The scene Reindl and Maher had written was a flashback where a youthful Frank discovered his neighbor was a murderer. While not identical to the flashbacks in “The Curse of Frank Black,” it was close enough that it was jettisoned. At that point, Morgan gave new instructions about the episode: while he didn’t want a scene that close to “The Curse of Frank Black,” he wanted the Christmas episode to be similar in that it would be a day in the life of Frank Black, rather than have Frank investigating a case. “It was Frank being guided along some kind of spiritual journey,” said Maher. “Since it was a Christmas episode, we wanted to deal with Frank’s family. It was a good opportunity to show some of his past with his father. Originally we had talked about Johnny Cash as Frank’s dad, but then he got sick. And then of course we were very jazzed to get Darren McGavin. The Night Stalker as Frank’s father! It was so perfect. We could not have asked for a better performance. “We were thinking about Frank’s visions, and we thought if one of his parents had visions, that would mean something, since his daughter Jordan has them,” Maher added. “It’s something that’s passed from generation to generation. So we decided that his mother would have visions too, mainly because last year in ‘Sacrament,’ the episode with Frank’s brother, we got a very strong impression that Frank and his father weren’t very close and that his father was very remote and very strict. We were wondering why that was. And Frank and his brother never talked about their mother. So we came up with the idea of Frank’s mother dying when he was six years old, and he really didn’t understand how deep his father’s love was, so he blamed his father for letting her die alone. We also thought about the idea that Christmas is always supposed to be this perfect family holiday, but Frank’s family has split up–he’s without his wife and child. He really doesn’t have a good relationship with his dad. It’s sort of the Christmas that you end up with, rather than the Christmas that you really want.” This time., Reindl noted, by reconciling with his father and enjoying with Catherine a Christmas pageant in which daughter Jordan appeared, Frank finally got the Christmas that he wanted.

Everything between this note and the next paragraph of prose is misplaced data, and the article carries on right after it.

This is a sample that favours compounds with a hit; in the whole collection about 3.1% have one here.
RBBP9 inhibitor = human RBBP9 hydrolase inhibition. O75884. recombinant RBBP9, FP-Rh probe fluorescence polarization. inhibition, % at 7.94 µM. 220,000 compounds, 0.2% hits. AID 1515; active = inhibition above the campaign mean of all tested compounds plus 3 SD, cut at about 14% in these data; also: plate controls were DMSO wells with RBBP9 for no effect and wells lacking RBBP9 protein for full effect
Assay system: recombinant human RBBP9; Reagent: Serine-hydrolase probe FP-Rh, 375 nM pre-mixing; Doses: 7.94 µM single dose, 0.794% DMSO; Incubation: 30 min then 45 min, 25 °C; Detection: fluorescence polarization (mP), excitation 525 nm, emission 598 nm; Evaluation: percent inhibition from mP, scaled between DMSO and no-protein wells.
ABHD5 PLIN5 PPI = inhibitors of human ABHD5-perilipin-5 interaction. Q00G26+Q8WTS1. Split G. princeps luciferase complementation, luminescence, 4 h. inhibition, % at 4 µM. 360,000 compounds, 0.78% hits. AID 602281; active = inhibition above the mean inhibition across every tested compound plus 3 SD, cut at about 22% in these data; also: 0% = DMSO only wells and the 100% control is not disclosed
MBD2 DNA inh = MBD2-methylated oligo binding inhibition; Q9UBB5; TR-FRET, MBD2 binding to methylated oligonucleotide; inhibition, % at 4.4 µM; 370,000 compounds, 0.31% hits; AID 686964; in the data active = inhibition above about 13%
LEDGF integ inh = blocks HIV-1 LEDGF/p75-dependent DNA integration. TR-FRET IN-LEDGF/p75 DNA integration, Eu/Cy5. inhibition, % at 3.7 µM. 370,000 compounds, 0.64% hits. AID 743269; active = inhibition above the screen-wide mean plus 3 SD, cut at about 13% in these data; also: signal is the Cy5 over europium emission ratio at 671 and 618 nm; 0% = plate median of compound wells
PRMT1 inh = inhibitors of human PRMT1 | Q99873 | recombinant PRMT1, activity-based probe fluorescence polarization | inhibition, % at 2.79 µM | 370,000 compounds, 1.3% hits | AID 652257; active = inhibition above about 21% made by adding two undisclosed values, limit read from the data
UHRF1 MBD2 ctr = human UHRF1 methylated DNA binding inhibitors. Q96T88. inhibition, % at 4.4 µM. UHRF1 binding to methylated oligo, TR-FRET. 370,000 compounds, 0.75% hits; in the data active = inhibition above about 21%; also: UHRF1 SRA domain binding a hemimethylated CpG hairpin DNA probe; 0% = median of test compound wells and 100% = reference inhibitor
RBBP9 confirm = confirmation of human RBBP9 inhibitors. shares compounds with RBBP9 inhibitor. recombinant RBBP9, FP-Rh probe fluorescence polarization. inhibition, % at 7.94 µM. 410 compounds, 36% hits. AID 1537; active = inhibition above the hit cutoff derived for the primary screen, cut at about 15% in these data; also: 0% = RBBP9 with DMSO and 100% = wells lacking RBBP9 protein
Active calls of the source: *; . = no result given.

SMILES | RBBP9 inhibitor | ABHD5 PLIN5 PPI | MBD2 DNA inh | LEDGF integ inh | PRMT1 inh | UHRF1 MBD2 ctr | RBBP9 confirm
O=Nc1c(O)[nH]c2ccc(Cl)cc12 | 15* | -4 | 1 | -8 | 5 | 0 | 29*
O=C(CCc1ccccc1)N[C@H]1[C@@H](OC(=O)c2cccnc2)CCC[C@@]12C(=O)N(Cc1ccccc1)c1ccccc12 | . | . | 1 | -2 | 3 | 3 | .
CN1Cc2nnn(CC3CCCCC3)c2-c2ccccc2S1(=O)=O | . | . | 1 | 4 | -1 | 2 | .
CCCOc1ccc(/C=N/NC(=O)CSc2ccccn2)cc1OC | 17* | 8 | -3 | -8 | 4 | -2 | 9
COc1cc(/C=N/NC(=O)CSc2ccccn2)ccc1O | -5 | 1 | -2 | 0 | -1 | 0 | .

Maher and Reindl also wrote the one episode this season, “Anamnesis,” in which Frank did not appear. Instead, Catherine Black and Lara Means team up to investigate the strange behavior of a group of high school girls. One of the girls, Clare (Genele Templeton), claims to have seen Mary. Lara and Catherine both come to the case as psychologists, and in their discussions with the girls, eventually realize that the Mary of Clare’s visions isn’t the Virgin Mary by Mary Magdalene. Maher and Reindl became thoroughly fascinated with Mary Magdalene while researching the early years of Christianity. “We thought, ‘Wow, she rocks,'” laughed Maher. They were surprised by what they learned, that Mary, although portrayed for nearly two centuries as a prostitute, was more likely a woman of good family and reputation. “She’s the apostle to the apostles. She’s the one who really understands what Christ is saying,” Maher said. “She was pretty much weeded out of the Bible. Women can’t be in any position of power, but when you look back at the history there were early Christian women who are priestesses. What happened to them? Why was that so threatening? We wanted to play with that a little bit.'”